The nerves pick up again. If the envelope were to turn and the Montreal emblem was not shown, it would be devastating for Leafs fans as one of their top rivals who already have a decent group of players would therefore have won one of the three lottery picks and the Leafs would have to get used to seeing that franchise player scoring on them.
“The 9th selection in the NHL Entry Draft belongs to… The Montreal Canadiens”.
An explosive cheer. By this point I have lost my voice despite the fact that the Leafs still had a very real chance of losing all three lotteries and picking 4th. Who knew flipping envelopes with NHL logos could be this intense?
Large roars are then let out with the next two results: the Buffalo Sabres, a team that did everything in their power last season to try and get Connor McDavid but came up short and believed they deserved redemption this season, and the Arizona Coyotes, a team that many fans feared of a league-rigging in their favour, as top prospect Mathews is an Arizona native. Both were not meant to be.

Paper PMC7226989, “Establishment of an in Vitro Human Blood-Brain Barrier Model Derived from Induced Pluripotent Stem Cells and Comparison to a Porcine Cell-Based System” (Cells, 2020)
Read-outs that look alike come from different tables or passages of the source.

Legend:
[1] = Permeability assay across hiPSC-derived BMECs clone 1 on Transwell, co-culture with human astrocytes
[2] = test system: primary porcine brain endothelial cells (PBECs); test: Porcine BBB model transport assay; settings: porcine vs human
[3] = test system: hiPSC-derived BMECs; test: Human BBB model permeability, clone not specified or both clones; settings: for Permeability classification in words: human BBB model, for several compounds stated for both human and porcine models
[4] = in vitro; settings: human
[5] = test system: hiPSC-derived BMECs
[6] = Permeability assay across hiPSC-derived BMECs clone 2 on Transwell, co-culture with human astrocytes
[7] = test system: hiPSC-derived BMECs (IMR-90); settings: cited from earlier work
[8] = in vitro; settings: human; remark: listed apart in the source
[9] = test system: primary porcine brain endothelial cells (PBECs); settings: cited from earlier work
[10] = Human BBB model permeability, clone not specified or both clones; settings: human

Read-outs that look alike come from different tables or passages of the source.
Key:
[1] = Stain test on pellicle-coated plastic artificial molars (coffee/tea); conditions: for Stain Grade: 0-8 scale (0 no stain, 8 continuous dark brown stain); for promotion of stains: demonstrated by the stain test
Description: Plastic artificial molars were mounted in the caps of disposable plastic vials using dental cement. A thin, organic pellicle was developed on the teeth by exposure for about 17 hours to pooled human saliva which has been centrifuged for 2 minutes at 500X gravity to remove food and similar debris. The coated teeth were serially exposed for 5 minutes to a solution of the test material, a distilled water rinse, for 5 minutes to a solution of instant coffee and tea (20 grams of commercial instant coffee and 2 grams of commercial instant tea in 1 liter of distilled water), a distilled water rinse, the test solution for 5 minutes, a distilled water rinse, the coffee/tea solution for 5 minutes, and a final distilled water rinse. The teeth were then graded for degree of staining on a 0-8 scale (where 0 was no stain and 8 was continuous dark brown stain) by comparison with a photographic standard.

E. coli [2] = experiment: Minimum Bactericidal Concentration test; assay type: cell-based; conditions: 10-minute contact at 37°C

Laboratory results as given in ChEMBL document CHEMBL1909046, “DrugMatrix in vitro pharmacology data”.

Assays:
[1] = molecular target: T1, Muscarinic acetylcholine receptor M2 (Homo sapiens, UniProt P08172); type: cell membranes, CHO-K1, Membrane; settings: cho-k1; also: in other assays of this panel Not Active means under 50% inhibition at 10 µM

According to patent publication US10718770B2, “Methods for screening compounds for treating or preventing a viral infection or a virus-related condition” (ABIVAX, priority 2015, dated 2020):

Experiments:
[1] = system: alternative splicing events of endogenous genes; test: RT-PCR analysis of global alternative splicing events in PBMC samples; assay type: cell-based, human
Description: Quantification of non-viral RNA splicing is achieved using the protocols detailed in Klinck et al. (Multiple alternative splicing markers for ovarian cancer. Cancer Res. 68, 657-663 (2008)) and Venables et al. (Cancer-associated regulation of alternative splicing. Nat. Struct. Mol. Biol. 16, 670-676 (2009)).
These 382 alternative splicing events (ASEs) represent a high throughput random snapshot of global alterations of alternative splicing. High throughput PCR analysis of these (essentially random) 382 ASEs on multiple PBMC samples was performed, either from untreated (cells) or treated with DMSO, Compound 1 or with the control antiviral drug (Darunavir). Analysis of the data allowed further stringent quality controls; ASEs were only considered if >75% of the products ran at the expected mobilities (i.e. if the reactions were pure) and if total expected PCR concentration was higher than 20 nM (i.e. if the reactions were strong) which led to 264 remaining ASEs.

But then fear returns in the building. The spot for the Winnipeg Jets was instead awarded to Calgary. We have a winner. This means Winnipeg is the first team to win one of the lotteries, but which one was yet to be determined. I was not too disappointed as Winnipeg is probably my second favourite Canadian team plus they have little to no rivalry with Toronto so it would not pain me too much to see them have success. That being said I didn’t come here to watch my team lose something yet again, so my mind began racing.